The Polish FDI regime governing the acquisitions of covered entities by non-EEA and non-OECD buyers has been extended until July 2025.



Transactions involving foreign natural or legal persons that allow direct or indirect control over strategic assets may be subject to FDI screening.



The Romanian regime regarding foreign direct investment has undergone a major change in 2022, when new legislation was enacted, and is aimed at implementing relevant European Union legislation.


Russian Federation

The Federal Antimonopoly Service (FAS) tends to impose increased scrutiny in the sphere of foreign investments and has developed a number of amendments to the foreign investments laws that are aimed at eliminating legislative gaps in this sphere.

Russian Federation


On November 29, 2022, Slovakia, for the first time, adopted full-fledged foreign direct investment legislation. This legislation is effective as of March 1, 2023.



Since May 31, 2020, certain foreign investments into Slovenian companies can be subject to review. Acquisition of real estate related to critical infrastructure may also be subject to review.



The restrictions imposed by the Spanish government on foreign direct investments during the COVID-19 outbreak have remained after the pandemic.



Other than security-related screening, Sweden is currently still without a general FDI screening mechanism.



Historically, Switzerland has been very liberal regarding foreign investments. However, there has recently been increased political pressure to create a more structured legal regime for foreign investment.



Making Türkiye an attractive investment destination continues to be a priority for the government.


United Arab Emirates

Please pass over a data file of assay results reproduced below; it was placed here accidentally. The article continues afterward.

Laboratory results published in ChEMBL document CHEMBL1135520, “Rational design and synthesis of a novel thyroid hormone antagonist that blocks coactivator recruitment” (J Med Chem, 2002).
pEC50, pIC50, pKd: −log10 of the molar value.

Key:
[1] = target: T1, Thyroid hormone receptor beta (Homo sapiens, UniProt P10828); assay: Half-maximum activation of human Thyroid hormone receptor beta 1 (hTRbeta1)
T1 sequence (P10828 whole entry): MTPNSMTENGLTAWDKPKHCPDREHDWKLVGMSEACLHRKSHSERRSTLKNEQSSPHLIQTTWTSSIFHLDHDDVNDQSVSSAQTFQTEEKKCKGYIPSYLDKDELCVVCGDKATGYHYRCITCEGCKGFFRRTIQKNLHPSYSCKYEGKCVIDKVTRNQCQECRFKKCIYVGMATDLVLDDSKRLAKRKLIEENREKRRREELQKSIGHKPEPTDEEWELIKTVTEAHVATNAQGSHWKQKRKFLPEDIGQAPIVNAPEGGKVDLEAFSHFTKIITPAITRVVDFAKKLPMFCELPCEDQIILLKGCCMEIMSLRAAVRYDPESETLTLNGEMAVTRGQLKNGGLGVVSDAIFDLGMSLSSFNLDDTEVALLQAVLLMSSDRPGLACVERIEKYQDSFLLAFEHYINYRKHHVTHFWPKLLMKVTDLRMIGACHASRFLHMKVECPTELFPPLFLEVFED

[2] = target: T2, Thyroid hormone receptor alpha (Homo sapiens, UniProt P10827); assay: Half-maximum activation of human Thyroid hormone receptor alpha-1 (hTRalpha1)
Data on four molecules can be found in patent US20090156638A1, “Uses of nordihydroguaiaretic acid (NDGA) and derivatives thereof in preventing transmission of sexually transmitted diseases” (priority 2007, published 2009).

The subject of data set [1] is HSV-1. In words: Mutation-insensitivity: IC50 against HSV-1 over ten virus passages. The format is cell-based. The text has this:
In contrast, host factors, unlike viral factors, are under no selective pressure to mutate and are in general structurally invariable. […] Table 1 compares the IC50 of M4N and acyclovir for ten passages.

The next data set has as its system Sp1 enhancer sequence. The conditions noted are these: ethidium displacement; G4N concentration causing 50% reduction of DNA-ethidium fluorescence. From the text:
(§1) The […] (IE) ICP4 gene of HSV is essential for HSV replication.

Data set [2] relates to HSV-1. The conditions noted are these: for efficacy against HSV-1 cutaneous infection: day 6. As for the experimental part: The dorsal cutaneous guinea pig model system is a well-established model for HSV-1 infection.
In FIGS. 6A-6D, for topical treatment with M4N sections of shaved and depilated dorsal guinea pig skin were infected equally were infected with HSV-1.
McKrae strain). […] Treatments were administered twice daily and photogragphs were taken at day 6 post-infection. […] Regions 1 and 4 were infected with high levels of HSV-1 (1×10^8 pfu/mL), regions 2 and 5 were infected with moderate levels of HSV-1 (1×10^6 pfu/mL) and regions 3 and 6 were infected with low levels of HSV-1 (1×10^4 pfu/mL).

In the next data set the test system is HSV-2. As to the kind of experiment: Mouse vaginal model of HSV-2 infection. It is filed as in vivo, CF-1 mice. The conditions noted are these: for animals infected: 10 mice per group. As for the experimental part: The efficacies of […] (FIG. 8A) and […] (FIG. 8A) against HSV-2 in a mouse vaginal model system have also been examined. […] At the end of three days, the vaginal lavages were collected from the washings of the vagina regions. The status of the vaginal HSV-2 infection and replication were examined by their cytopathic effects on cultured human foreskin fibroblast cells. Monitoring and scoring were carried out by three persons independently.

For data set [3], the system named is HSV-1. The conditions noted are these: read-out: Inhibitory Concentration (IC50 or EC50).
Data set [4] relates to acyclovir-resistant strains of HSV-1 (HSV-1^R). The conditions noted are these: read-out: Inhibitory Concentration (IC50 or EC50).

Foreign direct investment is permissible in the UAE, subject to applicable licensing and ownership conditions.


United Kingdom

The UK’s National Security & Investment Act has now been in place for a year and has already made its mark, prohibiting deals on national security grounds and also requiring remedies in cases that are not subject to the mandatory notification requirement.  We expect a continued tough approach over the next year as global geo-political tensions bring national security concerns to the fore.




Australia requires a wide variety of investments by foreign investors to be reviewed and approved before completion of the investment.



China has further developed its national security regulatory regime by promulgating measures on cybersecurity review and security assessment of cross-border data transfer.



India continues to be an attractive destination for foreign investment, ranking as the world's seventh-largest recipient of FDI in 2021.



The Japanese government continues to review filings and refine its approach under the FDI regime following the 2019 amendments.



Korea is increasing the level of scrutiny of foreign investments due to growing concerns over the transfer of sensitive technologies.


New Zealand

Recent legislative reforms have increased the New Zealand government's ability to take national interest considerations into account, but have also looked to exclude lower-risk transactions from consent requirements.

New Zealand


All FDIs are subject to prior approval, but the investment climate is welcoming and liberal.


Foreign direct investment reviews 2023: Poland